The Chiefs faced off against the Cleveland Browns on Sunday and were looking to avoid the deficits of last season. With many of the offensive players having close to three weeks off between games, the build-up of “rust” had many worried about giving the players that much time off. They got out to a lead early, with the Browns electing to receive the opening kickoff of the second half, and they were never able to overcome that lead. The Chiefs won 22-17 after Patrick Mahomes sustained a head/neck injury in the third quarter, holding on in the final minutes of the game with Chad Henne leading the offense. I won’t speak to the injury Mahomes left the game with because I am not even remotely close to a medical professional, but the coaching staff and those around him seem very optimistic about the prospect of him playing Sunday.
Henne was an unlikely hero of this game and one of the benefits of sitting the starters in week 17 was that he got a full week of practice snaps and a full game as starter. That played a huge part in how Henne played in the final quarter and change or so of this football game, in my opinion. They started out fast in this game, taking what the defense gave them and converting two drives into touchdowns. He may not have scored a touchdown in this game, but Darrel Williams had an impressive game averaging six yards per carry and nearly totaling 100 yards from scrimmage on the day. I didn’t anticipate Williams being the workhorse, but he was every bit of that in this game. I spoke on Dawgs By Nature last week about how it was important for Bell to have a game totaling 100 yards from scrimmage. I was right about the outcome and wrong about the player; Williams did a great job in this game, and he showed why they have so much faith in him.
We start with a rather poor decision from Mahomes to check the ball down to Williams, who had a defender steps away in coverage. I also have to credit the Browns for covering everyone else up outside of Hardman, who he wasn’t reading. The defender attempts to tackle Williams by attacking the inside hip, assuming he’s either going to spin into him or just catch the ball and be tackled. Williams spins toward the sideline, where there isn’t much room to maneuver and accelerates up the field, tip-toeing around another defender for nearly a first down.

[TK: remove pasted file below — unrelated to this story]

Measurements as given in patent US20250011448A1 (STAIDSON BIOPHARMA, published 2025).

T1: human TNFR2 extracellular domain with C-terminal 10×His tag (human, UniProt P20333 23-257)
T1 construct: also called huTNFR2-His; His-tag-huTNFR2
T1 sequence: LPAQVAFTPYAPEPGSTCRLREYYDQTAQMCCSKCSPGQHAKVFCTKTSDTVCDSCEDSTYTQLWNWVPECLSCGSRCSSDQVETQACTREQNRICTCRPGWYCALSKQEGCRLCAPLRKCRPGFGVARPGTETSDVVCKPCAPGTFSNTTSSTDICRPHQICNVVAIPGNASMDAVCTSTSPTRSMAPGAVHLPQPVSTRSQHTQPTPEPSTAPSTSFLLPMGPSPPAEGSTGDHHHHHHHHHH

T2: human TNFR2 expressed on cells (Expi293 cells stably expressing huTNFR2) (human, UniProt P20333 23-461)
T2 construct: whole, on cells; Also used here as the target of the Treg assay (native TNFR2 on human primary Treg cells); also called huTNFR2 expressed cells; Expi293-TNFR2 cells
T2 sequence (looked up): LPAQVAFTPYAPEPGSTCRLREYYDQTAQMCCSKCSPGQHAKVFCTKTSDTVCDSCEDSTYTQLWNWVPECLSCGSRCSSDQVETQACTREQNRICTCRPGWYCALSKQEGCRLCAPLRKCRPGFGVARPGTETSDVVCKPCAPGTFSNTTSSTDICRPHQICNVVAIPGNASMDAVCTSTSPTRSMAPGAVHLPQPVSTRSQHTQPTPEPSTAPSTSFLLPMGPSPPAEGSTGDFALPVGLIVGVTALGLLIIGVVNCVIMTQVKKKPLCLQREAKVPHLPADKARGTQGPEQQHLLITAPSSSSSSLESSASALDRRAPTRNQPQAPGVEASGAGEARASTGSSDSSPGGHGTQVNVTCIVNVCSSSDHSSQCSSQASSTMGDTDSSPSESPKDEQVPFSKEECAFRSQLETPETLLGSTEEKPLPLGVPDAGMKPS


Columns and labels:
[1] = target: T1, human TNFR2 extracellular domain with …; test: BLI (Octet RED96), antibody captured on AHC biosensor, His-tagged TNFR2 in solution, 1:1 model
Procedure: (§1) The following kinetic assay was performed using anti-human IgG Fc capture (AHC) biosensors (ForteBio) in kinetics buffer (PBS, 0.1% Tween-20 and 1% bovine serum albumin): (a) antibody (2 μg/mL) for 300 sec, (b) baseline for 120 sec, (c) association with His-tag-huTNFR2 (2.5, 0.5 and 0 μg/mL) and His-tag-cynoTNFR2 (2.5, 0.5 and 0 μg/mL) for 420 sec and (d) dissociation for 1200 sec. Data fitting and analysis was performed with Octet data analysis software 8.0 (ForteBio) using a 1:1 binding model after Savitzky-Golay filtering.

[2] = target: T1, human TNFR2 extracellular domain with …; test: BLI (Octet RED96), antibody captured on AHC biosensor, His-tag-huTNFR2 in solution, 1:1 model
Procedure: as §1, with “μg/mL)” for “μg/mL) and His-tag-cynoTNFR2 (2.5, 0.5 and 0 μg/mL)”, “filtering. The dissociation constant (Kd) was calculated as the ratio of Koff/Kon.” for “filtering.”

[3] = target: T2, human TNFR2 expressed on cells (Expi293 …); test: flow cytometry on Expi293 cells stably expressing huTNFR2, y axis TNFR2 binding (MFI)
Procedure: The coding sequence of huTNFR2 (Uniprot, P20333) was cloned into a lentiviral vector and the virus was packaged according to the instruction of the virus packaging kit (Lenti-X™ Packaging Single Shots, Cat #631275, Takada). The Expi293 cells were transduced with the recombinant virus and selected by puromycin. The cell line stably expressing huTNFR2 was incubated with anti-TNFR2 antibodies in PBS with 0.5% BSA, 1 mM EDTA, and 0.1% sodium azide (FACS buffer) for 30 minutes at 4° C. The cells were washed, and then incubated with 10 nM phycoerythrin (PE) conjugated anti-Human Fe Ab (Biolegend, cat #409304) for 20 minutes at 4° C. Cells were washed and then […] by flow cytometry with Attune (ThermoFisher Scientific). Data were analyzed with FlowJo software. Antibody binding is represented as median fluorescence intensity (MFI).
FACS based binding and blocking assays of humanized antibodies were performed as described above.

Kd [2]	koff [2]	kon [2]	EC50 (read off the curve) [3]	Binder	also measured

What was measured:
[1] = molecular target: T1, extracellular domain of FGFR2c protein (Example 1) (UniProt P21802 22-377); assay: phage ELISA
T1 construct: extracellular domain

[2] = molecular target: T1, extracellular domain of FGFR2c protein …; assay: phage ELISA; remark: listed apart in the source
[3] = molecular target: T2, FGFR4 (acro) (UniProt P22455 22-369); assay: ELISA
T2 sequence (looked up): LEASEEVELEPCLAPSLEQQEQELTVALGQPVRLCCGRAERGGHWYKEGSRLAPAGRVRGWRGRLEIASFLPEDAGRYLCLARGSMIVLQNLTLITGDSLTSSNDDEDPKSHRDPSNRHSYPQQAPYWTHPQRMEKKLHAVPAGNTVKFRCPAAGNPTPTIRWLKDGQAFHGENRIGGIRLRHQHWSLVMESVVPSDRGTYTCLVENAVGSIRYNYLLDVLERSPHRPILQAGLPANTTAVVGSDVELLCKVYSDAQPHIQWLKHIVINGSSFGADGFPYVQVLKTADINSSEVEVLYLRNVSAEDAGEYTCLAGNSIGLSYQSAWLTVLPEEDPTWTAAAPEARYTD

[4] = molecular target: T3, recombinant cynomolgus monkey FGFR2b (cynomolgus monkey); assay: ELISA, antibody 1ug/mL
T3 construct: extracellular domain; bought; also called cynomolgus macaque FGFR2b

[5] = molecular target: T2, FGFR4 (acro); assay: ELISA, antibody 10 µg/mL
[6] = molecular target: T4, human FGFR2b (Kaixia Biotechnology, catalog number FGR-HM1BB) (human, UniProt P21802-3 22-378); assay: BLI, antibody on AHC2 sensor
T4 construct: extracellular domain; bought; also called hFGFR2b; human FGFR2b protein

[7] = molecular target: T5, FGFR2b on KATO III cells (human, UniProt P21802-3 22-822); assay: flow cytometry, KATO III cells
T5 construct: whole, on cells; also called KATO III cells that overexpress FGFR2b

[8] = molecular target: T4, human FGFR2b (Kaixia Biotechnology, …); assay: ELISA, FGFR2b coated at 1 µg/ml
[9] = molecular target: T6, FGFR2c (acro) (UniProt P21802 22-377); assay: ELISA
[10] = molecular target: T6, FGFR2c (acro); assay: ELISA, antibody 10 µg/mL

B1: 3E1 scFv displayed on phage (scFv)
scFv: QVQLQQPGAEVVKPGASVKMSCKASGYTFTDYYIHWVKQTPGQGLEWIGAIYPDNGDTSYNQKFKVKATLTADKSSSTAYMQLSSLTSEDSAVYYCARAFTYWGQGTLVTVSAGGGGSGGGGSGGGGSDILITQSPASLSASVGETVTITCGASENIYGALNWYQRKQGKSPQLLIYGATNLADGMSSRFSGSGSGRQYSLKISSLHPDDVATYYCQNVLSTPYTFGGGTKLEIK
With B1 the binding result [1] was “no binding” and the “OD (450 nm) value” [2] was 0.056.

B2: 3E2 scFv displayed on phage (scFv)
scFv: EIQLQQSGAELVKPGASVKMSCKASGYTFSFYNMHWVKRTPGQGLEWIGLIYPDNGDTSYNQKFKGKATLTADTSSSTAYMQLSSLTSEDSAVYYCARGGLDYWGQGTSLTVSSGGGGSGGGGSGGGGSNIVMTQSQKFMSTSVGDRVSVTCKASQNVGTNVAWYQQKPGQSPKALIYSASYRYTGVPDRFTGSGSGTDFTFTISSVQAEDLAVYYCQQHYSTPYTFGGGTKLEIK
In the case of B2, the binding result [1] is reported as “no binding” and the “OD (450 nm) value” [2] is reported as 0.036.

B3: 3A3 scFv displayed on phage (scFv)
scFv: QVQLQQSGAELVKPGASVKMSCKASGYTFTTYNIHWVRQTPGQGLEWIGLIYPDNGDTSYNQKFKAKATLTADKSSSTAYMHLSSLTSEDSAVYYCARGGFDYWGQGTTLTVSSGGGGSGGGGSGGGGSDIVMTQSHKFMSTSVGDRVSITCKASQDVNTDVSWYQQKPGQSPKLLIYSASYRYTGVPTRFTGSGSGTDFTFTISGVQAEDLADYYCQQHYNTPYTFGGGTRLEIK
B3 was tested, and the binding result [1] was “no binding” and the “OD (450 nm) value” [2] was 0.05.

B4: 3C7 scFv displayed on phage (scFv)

Williams turned a bad decision into a third and short for the Chiefs offense, and that’s the kind of play he hadn’t really been known for in his time with Kansas City. This was a big coming-out party for those that felt differently about Williams. I like his skill set and with Edwards-Helaire out for this game, someone needed to step up. He took full advantage of his opportunity and ran the ball well with his chances, using the threat of Mahomes’ arm to his advantage.
The Browns were determined to limit Mahomes in the passing game, and that generally means lighter boxes for the running backs. This run is designed to be easier for the Chiefs offensive line and made simpler with the spacing of the Browns defensive line and the movement of Hardman. Fisher, Reiter, and Remmers are asked to block down while Wylie and Allegretti pull to the left. Allegretti takes the defensive end and Wylie runs at Fisher’s inside hip, allowing him to double the defensive tackle out of the way. Williams does a great job reading the giant holes surrounding this play. He presses to the C gap outside of Fisher and when the linebacker commits too far, he cuts back up inside for a good chunk gain and a first down.
This is something I’ve been looking for the Chiefs to do more of all season, in using the passing game to set up easier running lanes for the backs. They don’t need to run the ball a ton, but if a defense does what the Bills did in week six, they can run all they want to. The offensive line did a better job opening up holes and not getting immediately pushed into the backfield, Williams finished runs with power, as we all expected. He is a great compliment to Edwards-Helaire and Bell, and has gained a lot of respect from Chiefs fans after this performance.
The Chiefs passing attack, however, was really firing on all cylinders to start this game, and they knew they could attack a single high deep safety with vertical routes, much like they have done all season. Using two wide receivers on the same side of the formation to attack opposite sides of the safety has been a staple in this offense, and works a ton of the time. With as far off the line of scrimmage as the safety is, it’s easy for Hill to beat the man coverage defender and find himself in a bunch of open space. Mahomes hits him for a big gain, and then Hill does the rest. He was a force in this game and had one of the best catches of the season in the process.